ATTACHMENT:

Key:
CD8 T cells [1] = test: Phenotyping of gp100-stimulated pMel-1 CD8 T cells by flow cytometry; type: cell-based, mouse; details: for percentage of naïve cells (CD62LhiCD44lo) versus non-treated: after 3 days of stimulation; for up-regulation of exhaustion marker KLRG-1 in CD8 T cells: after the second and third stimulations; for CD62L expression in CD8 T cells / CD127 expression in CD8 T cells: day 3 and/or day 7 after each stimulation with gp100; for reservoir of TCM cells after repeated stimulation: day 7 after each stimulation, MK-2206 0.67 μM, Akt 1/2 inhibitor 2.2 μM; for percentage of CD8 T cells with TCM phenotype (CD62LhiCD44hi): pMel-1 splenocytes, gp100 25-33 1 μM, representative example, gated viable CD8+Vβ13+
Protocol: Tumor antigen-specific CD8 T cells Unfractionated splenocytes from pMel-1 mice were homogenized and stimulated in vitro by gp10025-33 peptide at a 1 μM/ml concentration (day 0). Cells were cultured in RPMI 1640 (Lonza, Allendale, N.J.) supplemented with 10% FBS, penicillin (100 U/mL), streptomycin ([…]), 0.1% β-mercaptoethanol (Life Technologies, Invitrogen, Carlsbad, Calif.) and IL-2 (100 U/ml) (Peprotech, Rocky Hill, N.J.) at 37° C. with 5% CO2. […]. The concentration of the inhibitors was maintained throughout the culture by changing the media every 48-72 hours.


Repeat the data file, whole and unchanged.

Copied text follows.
Key:
CD8 T cells [1] = test: Phenotyping of gp100-stimulated pMel-1 CD8 T cells by flow cytometry; type: cell-based, mouse; details: for percentage of naïve cells (CD62LhiCD44lo) versus non-treated: after 3 days of stimulation; for up-regulation of exhaustion marker KLRG-1 in CD8 T cells: after the second and third stimulations; for CD62L expression in CD8 T cells / CD127 expression in CD8 T cells: day 3 and/or day 7 after each stimulation with gp100; for reservoir of TCM cells after repeated stimulation: day 7 after each stimulation, MK-2206 0.67 μM, Akt 1/2 inhibitor 2.2 μM; for percentage of CD8 T cells with TCM phenotype (CD62LhiCD44hi): pMel-1 splenocytes, gp100 25-33 1 μM, representative example, gated viable CD8+Vβ13+
Protocol: Tumor antigen-specific CD8 T cells Unfractionated splenocytes from pMel-1 mice were homogenized and stimulated in vitro by gp10025-33 peptide at a 1 μM/ml concentration (day 0). Cells were cultured in RPMI 1640 (Lonza, Allendale, N.J.) supplemented with 10% FBS, penicillin (100 U/mL), streptomycin ([…]), 0.1% β-mercaptoethanol (Life Technologies, Invitrogen, Carlsbad, Calif.) and IL-2 (100 U/ml) (Peprotech, Rocky Hill, N.J.) at 37° C. with 5% CO2. […]. The concentration of the inhibitors was maintained throughout the culture by changing the media every 48-72 hours.